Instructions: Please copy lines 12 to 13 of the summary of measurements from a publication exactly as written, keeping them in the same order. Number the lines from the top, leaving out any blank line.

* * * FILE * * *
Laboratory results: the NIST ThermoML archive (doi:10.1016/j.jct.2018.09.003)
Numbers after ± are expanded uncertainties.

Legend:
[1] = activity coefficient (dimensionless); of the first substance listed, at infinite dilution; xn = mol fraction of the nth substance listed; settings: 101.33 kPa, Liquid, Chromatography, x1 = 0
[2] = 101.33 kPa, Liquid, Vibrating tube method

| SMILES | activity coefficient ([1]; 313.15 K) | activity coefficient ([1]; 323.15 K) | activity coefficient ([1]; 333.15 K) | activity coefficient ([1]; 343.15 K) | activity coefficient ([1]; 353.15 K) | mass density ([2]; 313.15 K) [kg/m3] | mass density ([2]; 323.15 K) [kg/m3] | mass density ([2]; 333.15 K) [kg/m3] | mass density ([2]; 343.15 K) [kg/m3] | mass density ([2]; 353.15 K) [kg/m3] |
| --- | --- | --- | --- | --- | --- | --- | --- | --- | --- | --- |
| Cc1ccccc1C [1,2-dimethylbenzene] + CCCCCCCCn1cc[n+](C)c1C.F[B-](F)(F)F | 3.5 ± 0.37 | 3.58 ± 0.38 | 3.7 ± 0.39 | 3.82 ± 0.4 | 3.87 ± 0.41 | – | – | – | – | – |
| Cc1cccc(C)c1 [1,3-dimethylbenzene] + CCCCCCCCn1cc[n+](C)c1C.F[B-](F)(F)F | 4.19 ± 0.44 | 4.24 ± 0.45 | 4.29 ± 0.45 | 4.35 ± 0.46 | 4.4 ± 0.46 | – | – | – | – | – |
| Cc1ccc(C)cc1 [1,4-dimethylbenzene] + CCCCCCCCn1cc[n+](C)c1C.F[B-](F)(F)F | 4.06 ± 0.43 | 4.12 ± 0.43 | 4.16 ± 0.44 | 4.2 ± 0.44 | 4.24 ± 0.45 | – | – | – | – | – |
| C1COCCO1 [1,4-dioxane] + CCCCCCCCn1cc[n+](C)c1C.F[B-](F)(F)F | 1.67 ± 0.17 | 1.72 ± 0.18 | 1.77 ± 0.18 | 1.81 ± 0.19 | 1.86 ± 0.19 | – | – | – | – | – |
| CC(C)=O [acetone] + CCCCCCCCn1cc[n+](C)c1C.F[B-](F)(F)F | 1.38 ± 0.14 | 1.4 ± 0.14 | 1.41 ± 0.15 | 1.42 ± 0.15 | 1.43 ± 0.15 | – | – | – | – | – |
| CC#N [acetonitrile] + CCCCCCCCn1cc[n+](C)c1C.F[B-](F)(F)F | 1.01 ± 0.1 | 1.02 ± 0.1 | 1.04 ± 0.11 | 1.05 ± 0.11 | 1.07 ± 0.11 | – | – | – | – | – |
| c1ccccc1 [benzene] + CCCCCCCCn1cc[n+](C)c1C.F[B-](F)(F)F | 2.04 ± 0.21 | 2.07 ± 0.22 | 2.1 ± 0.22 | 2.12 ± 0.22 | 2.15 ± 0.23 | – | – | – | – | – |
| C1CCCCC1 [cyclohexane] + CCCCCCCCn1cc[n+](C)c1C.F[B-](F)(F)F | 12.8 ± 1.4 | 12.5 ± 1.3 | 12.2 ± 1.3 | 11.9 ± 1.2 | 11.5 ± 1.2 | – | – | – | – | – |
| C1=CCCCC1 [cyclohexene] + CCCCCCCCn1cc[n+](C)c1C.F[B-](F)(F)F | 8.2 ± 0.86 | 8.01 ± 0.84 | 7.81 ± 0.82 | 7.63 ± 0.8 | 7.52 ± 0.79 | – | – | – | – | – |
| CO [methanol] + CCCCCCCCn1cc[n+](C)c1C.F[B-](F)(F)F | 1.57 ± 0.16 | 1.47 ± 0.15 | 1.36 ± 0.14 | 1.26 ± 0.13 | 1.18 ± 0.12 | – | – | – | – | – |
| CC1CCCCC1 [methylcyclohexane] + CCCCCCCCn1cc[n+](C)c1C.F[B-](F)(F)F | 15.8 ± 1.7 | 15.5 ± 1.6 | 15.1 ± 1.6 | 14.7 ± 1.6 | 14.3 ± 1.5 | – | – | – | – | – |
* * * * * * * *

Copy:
| CC(C)=O [acetone] + CCCCCCCCn1cc[n+](C)c1C.F[B-](F)(F)F | 1.38 ± 0.14 | 1.4 ± 0.14 | 1.41 ± 0.15 | 1.42 ± 0.15 | 1.43 ± 0.15 | – | – | – | – | – |
| CC#N [acetonitrile] + CCCCCCCCn1cc[n+](C)c1C.F[B-](F)(F)F | 1.01 ± 0.1 | 1.02 ± 0.1 | 1.04 ± 0.11 | 1.05 ± 0.11 | 1.07 ± 0.11 | – | – | – | – | – |